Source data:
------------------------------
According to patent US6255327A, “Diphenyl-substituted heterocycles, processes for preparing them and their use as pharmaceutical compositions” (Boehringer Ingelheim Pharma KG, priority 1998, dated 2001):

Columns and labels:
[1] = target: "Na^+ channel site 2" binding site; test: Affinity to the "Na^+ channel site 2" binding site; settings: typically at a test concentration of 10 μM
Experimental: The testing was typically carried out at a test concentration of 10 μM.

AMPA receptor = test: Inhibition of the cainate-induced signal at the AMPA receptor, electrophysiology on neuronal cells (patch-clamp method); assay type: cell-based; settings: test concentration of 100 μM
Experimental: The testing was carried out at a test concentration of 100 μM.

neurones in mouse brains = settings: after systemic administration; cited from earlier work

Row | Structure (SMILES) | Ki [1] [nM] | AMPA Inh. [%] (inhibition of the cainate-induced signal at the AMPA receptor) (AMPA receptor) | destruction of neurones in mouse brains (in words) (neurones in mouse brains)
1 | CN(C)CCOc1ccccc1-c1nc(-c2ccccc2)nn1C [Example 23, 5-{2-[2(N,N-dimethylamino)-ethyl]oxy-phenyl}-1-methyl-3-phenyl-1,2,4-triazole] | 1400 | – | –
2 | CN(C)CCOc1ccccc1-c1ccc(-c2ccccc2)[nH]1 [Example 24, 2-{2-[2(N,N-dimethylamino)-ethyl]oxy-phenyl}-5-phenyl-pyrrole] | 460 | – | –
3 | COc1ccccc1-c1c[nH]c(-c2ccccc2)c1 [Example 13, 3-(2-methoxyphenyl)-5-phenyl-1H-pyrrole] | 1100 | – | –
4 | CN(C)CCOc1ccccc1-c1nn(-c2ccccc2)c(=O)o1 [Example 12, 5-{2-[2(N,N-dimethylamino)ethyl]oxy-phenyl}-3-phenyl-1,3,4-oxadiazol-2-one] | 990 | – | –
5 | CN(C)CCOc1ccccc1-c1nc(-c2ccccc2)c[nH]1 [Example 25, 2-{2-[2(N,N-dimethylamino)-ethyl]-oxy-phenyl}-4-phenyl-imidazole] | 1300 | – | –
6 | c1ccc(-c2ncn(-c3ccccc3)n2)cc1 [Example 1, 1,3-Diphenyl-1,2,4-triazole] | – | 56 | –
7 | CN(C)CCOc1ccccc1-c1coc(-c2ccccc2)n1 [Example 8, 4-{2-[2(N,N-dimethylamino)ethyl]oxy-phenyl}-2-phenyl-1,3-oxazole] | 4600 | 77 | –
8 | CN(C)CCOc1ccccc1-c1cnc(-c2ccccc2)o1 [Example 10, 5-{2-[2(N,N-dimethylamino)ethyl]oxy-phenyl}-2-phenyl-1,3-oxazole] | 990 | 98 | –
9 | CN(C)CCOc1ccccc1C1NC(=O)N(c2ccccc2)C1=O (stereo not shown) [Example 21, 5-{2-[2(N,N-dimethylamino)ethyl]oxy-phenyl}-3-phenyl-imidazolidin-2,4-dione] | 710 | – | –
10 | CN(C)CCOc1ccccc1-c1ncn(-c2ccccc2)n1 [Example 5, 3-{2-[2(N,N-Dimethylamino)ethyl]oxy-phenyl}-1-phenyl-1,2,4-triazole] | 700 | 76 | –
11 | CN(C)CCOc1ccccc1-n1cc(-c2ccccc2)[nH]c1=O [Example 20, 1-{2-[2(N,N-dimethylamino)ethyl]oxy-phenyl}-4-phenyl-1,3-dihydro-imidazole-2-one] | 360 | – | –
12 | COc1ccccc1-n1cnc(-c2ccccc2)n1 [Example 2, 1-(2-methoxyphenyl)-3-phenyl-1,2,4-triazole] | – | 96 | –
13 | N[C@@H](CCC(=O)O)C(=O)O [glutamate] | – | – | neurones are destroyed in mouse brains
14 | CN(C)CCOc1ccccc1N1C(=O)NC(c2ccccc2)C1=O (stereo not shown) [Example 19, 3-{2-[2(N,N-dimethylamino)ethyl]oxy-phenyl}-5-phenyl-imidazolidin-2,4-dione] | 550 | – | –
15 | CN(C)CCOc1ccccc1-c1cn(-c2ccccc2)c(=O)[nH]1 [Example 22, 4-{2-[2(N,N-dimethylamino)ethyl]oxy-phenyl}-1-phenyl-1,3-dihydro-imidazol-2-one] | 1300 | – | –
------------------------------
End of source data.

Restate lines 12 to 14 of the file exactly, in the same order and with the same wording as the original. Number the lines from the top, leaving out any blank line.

4 | CN(C)CCOc1ccccc1-c1nn(-c2ccccc2)c(=O)o1 [Example 12, 5-{2-[2(N,N-dimethylamino)ethyl]oxy-phenyl}-3-phenyl-1,3,4-oxadiazol-2-one] | 990 | – | –
5 | CN(C)CCOc1ccccc1-c1nc(-c2ccccc2)c[nH]1 [Example 25, 2-{2-[2(N,N-dimethylamino)-ethyl]-oxy-phenyl}-4-phenyl-imidazole] | 1300 | – | –
6 | c1ccc(-c2ncn(-c3ccccc3)n2)cc1 [Example 1, 1,3-Diphenyl-1,2,4-triazole] | – | 56 | –